“i Gave Him Barks And Saltpeter •”

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Receiving no answer, Lewis rushed to the conclusion that he had been shot by Indians. Therefore, though in great pain, he quickly made his way back to the boat, where he ordered the men there to follow him and “give them battle and relieve Cruzatte.” But Lewis’ wound soon became so painful and his thigh so stiff that he could go no farther. The rest of the party went ahead and about twenty minutes later returned, bringing Cruzatte with them. They had encountered no Indians. Cruzatte was blind in one eye and nearsighted in the other; he had shot Lewis unintentionally and, because of embarrassment, had kept quiet when Lewis called to him.

Sergeant Gass helped Lewis introduce “tents of patent lint into the ball holes” and, later that evening, they applied a poultice of Peruvian bark. It was a nasty wound. When Clark first dressed it, Lewis fainted dead away.

In those days a tent consisted of a roll of lint, or linen, unsterilized of course. It was supposed to expedite drainage and, by keeping the surface of the wound open, to insure the formation of new tissue from the inside out. It a tent was not used, wounds tended to heal at the surface, thus precluding drainage. In similar situations, surgeons today sometimes employ rubber tubes of various kinds, called drains, some of which are open, others filled with gauze.

On August 22, eleven days after Lewis had been shot, Clark reported, “I am happy to have it in my power to Say that my worthy friend Capt. Lewis is recovering fast, he walked a little to day for the first time. I have discontinued the tent in the hole the ball came out.” Four days later he removed the tent from the other wound, and by September 9, his worthy friend could “walk and even run nearly as well as ever he could.” And just in time. Two weeks later Lewis was in St. Louis enjoying a hero’s welcome. For that, a man needed two good legs under him.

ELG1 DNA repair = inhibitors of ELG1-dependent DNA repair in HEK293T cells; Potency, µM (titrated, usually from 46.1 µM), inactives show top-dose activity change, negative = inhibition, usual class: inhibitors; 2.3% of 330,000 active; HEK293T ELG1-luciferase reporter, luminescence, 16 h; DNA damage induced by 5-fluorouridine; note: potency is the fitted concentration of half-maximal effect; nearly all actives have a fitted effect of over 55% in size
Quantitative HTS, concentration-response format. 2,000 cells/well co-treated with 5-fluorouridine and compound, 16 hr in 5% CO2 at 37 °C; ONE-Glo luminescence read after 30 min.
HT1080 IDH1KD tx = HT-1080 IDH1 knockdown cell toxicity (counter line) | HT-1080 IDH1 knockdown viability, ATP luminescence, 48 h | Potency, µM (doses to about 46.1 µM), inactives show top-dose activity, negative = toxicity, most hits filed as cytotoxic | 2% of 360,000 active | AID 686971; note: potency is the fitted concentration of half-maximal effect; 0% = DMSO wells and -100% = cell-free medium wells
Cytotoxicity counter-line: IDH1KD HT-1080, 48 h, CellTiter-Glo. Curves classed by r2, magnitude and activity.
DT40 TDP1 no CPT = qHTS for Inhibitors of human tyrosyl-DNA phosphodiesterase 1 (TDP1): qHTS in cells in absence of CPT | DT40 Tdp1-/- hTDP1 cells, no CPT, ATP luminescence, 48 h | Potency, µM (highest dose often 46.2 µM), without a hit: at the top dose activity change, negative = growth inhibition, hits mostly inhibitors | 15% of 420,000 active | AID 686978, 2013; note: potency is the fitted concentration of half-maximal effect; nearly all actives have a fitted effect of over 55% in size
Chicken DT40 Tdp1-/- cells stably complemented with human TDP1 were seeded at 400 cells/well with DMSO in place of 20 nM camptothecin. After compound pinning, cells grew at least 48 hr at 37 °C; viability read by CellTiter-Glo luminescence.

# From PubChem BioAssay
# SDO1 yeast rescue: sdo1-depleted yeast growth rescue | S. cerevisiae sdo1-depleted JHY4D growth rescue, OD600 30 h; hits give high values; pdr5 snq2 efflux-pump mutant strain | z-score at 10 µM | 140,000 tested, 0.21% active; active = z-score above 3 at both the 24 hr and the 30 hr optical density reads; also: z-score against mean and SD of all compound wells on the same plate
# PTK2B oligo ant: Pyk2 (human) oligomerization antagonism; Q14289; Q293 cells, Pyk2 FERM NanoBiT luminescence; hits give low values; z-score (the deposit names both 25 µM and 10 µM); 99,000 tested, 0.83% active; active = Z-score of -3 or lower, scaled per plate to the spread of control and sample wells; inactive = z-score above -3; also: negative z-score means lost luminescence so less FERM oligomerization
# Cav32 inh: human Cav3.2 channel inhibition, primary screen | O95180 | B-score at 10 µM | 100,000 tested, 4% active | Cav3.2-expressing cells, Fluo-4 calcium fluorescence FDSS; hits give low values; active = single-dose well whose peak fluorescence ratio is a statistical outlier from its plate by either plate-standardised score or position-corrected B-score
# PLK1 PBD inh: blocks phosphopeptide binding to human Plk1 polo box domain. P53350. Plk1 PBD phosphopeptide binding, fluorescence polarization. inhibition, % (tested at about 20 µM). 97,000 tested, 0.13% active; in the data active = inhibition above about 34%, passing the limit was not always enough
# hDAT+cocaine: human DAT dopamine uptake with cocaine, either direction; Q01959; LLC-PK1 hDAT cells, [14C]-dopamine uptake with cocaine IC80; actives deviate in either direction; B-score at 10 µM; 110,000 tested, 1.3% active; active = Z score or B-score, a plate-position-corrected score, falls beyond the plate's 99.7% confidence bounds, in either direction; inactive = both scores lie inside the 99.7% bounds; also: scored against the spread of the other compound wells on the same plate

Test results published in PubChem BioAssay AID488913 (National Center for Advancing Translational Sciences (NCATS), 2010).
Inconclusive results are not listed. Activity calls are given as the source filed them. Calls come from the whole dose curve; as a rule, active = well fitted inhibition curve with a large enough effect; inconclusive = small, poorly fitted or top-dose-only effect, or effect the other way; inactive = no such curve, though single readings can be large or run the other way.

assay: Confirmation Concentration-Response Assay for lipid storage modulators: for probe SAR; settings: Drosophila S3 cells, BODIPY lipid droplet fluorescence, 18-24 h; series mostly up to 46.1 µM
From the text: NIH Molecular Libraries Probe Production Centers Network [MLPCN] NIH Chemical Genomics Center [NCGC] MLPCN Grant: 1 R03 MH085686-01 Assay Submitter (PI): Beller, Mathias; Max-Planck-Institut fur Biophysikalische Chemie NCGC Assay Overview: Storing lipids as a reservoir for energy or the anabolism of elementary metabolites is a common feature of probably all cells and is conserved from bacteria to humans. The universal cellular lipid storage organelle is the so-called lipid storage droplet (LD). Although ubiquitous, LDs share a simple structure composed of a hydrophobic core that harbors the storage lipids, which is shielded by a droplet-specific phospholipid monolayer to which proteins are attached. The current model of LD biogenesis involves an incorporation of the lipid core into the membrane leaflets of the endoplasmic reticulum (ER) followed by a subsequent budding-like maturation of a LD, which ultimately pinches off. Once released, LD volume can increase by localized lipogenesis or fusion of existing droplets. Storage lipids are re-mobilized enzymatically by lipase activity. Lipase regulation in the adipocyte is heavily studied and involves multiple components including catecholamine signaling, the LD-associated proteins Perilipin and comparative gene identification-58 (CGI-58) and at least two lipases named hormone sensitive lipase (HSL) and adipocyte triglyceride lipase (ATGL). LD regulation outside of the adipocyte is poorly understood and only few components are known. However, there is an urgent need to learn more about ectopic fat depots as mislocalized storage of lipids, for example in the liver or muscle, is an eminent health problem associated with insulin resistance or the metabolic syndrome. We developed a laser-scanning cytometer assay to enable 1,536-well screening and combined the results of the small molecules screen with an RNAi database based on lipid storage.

Lewis and Clark, though not medically trained, were men of obvious talent and vast common sense in whom the spirit of inquiry ran high. Of the two leaders, Lewis was better educated and more knowledgeable, with the logical and deductive mind of a good scientist. He was a man of many moods and sought solitude rather than companionship. Clark, on the other hand, was genial and gregarious, the friend of prince and pauper alike. It was to him the men turned with their problems. If, subsequently, either of the captains had studied medicine, it is reasonable to believe that he would have distinguished himself. Lewis, from what we know of him, would have come nearer being the astute, discerning diagnostician. Clark, certainly, would have had much the better bedside manner.

The one inconvertible fact about the medical practice of Lewis and Clark is that in twenty-eight months of traveling some 8,000 miles in a land of thirsty sands, rampaging rivers, and unpredictable savages, they lost only one man, poor Sergeant Floyd, and the best medical men in the country—even, probably, Dr. Rush—could not have saved him. Thomas Jefferson, it would seem, made no mistake in entrusting the health and welfare, as well as the military command, of the party to these two resourceful, clear-headed frontiersmen. In fact, considering the primitive state of medicine in the world at that time, who can conscientiously insist that the expedition would have fared better in the hands of a qualified doctor than in those of Meriwether Lewis and William Clark?